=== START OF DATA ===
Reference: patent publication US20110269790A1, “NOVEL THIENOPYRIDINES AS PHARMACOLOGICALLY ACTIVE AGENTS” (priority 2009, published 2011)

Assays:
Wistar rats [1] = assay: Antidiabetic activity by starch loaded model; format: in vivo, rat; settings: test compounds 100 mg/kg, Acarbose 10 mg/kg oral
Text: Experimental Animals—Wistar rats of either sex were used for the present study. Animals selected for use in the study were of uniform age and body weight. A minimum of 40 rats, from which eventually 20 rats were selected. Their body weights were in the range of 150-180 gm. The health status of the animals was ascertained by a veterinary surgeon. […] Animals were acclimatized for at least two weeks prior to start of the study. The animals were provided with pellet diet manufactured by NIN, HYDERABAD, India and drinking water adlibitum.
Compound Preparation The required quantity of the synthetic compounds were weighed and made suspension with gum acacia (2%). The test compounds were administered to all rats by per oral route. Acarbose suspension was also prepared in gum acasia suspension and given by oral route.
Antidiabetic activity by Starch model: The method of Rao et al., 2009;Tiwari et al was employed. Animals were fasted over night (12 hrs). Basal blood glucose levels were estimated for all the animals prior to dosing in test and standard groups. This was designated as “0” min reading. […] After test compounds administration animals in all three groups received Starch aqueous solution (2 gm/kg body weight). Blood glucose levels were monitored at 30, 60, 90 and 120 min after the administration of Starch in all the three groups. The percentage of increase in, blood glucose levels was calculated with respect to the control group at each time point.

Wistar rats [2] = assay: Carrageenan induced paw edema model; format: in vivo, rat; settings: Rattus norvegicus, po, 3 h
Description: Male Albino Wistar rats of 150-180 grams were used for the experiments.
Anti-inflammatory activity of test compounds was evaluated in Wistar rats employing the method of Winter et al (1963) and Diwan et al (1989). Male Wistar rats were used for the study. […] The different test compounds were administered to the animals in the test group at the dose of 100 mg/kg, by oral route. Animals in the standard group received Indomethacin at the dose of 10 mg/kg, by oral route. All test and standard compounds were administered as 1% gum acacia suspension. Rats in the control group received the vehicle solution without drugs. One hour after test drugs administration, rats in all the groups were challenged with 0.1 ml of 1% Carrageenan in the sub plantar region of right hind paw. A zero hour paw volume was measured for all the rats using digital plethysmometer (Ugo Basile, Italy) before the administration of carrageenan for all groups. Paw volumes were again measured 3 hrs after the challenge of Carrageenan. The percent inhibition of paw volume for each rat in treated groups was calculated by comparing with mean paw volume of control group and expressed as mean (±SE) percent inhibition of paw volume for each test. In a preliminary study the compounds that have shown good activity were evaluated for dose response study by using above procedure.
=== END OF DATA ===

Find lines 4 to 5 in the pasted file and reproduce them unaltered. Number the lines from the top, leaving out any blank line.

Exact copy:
Text: Experimental Animals—Wistar rats of either sex were used for the present study. Animals selected for use in the study were of uniform age and body weight. A minimum of 40 rats, from which eventually 20 rats were selected. Their body weights were in the range of 150-180 gm. The health status of the animals was ascertained by a veterinary surgeon. […] Animals were acclimatized for at least two weeks prior to start of the study. The animals were provided with pellet diet manufactured by NIN, HYDERABAD, India and drinking water adlibitum.
Compound Preparation The required quantity of the synthetic compounds were weighed and made suspension with gum acacia (2%). The test compounds were administered to all rats by per oral route. Acarbose suspension was also prepared in gum acasia suspension and given by oral route.